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The Malibu light transformers are 12V AC and not DC current, as explained here in their FAQ. It's still low voltage and as safe as 12V DC, but LEDs are not designed to work with AC. The lights will probably light up, but depending on the quality of the LED they may flicker or burnout much quicker.

You will see a few drop-in LED "bulbs" that screw into regular 110V AC light sockets. These have rectifiers built in that change the AC current to DC current. This kind of defeats the purpose of running low wattage lines in the yard. You would still be running 110V AC extension cords everywhere to power these lights. They would use less energy than a standard bulb. The LED Center has good explanation on the use of rectifiers and LEDs.

I would stick with the PC power supply for large runs of home made LEDS since they can be bought for as little as $25.00 new. If you are only running a few spotlights, then a few wall warts would be fine. You don't have to run the LEDs at 12v. You could run them as low as 5 volts depending on how you wired them.

You can use the LED Center's Calculator/Wizard to help design the circuit you want to build. It will even display a wiring diagram that you can just copy. Poke around the site, it has a LOT of good information about the use of LEDS.
 

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you can water proof with these ziploc containers. you can flip them over and mount the jacks to the top (bottom that is flipped over) maybe a little silicone if needed. you can drill holes in the lid and have the connections up off the ground inside the container. they are only a few dollars for like five of them.

http://www.ziploc.com/Products/Pages/ContainersSmartSnapSeal.aspx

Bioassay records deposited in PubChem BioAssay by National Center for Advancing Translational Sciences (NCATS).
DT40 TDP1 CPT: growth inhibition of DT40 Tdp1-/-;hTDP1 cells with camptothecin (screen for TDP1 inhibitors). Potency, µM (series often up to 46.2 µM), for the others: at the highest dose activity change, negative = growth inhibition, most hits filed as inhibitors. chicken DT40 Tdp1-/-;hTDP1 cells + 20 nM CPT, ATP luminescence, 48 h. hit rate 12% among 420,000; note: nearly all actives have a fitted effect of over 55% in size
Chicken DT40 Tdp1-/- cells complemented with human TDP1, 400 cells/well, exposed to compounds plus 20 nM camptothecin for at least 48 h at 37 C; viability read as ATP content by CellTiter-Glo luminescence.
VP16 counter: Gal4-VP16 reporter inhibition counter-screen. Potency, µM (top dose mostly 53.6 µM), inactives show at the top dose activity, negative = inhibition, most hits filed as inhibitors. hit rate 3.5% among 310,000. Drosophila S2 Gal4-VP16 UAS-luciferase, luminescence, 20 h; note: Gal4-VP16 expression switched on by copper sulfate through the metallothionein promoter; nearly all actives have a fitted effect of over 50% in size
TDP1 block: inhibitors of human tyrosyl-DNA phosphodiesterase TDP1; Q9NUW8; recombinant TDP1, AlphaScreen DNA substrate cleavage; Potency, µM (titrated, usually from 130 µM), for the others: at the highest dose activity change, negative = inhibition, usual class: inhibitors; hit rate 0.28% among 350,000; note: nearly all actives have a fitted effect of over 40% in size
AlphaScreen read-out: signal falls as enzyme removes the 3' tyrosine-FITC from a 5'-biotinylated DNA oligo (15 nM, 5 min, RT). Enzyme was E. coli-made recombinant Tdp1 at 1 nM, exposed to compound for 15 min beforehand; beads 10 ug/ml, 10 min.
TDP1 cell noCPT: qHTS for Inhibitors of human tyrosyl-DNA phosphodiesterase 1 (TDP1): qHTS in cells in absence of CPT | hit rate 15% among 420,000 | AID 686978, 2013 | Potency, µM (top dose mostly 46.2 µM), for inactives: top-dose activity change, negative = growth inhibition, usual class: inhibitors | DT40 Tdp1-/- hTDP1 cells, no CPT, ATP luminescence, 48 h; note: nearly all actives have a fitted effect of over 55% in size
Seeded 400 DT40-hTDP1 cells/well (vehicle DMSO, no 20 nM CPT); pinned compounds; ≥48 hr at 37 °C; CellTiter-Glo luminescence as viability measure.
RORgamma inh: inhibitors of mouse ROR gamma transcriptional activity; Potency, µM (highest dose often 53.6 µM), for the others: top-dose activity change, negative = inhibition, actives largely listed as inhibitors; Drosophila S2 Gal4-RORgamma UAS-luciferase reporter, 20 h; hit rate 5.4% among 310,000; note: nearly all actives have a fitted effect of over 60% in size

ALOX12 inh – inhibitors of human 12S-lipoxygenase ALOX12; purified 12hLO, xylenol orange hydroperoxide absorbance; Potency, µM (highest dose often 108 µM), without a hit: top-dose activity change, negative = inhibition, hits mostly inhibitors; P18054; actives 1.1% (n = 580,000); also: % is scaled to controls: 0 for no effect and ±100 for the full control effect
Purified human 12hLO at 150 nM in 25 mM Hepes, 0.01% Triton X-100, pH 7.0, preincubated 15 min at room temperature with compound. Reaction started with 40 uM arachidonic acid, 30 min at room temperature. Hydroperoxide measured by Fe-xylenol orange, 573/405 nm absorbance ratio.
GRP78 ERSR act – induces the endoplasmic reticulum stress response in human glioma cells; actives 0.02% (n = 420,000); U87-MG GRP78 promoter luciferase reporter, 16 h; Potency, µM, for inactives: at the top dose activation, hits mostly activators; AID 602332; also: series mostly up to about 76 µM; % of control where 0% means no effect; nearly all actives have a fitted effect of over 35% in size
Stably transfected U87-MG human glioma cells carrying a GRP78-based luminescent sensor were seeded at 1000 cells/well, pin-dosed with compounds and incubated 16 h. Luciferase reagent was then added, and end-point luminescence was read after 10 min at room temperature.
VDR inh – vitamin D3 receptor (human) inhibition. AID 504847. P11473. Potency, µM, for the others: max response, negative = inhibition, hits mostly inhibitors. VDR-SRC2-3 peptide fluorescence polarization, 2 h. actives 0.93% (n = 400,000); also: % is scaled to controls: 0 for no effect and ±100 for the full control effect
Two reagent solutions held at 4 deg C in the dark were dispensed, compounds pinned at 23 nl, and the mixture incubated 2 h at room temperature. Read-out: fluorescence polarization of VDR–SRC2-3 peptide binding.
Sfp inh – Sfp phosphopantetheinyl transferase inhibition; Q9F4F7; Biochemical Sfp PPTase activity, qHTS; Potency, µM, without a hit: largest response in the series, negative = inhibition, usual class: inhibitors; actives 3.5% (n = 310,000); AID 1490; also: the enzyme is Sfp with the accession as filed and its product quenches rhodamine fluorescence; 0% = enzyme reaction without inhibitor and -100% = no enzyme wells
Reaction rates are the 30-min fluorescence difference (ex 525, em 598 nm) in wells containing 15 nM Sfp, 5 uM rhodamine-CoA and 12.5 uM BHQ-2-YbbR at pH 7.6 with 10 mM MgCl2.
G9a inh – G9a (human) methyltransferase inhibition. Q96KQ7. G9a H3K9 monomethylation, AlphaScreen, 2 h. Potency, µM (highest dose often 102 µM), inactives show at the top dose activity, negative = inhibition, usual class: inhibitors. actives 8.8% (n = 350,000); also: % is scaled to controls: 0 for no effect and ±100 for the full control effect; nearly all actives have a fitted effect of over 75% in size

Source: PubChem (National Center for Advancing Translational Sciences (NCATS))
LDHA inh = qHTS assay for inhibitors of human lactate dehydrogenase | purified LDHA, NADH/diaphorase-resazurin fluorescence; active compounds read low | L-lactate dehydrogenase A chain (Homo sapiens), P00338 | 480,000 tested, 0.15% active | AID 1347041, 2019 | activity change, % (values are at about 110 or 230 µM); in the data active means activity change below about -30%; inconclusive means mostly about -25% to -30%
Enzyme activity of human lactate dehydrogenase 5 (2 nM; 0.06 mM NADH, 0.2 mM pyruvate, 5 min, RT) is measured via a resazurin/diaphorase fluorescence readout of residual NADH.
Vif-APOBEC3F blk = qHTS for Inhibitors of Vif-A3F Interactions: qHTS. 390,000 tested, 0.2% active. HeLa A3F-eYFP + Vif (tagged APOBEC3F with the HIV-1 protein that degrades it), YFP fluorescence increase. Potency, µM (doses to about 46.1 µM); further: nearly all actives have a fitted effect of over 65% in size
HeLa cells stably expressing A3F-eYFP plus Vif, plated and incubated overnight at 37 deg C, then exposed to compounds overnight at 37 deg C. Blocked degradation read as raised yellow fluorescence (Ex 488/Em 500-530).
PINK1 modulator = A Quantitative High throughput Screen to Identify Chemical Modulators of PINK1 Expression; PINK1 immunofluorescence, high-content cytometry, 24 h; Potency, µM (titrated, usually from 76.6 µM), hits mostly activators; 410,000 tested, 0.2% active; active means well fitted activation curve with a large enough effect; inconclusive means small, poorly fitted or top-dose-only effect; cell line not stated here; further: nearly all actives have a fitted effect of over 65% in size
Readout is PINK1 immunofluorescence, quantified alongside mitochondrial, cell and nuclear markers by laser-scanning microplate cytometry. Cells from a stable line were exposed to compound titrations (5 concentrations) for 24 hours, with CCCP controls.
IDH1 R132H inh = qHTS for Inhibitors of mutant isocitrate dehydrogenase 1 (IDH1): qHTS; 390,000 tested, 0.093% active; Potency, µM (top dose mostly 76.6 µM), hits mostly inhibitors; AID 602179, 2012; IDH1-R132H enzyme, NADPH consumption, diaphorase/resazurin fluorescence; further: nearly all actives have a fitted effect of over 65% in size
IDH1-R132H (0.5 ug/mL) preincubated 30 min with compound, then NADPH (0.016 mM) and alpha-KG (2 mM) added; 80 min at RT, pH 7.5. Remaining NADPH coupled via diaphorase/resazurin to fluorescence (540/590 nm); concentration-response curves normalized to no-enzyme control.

Yep, place the connections inside the ziploc or glad containers, seal the holes, smear Amazon.com: PERMATEX DIELECTRIC GREASE - PERMATEX - 22058: [email protected]@[email protected]@http://ecx.images-amazon.com/images/I/[email protected]@[email protected]@51rVXlx1OVL over the connections (same stuff the auto parts store sells you to coat your taillight bulbs), and then close it up. The grease will keep the water out of the connection, plus keep the contacts from corroding. You might be able to just coat the connections in the grease alone, if you keep the connection up off of the ground.
 

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I have read through it and it is very informative.

Being new at the whole LED scheme, I don't know much about resistors. I can figure out how much they are for through a calculator I believe, but when soldering them on, do they have to be directional and if so how do you know which end is which?

I have a feeling i am going to screw up the polarity and mess up the lights in the process.

I am also looking forward to the power supply hack. That intrigues me right now.
Use the LED Array calculator here to calculate the proper resistor needed. The calculator will also generate a wiring diagram for you.

Don't worry about the orientation of the resistor. Current can flow either way through the resistor itself, so you can't install it backwards. As far as which lead of the LED to solder to, I generally attach to the negative lead. Not sure if it really matters. Just make sure which ever lead you decide to use, you use that on all of the LEDs in the circuit.

Plus, when you are looking at an LED you will notice that the leads are of different lengths. The shorter lead is the negative, or cathode lead. The other is the positive, or anode lead. Also, when using the standard round LEDs, there is a round ring around the base of the LED. This ring has a flat spot next to the negative lead of the LED.
 
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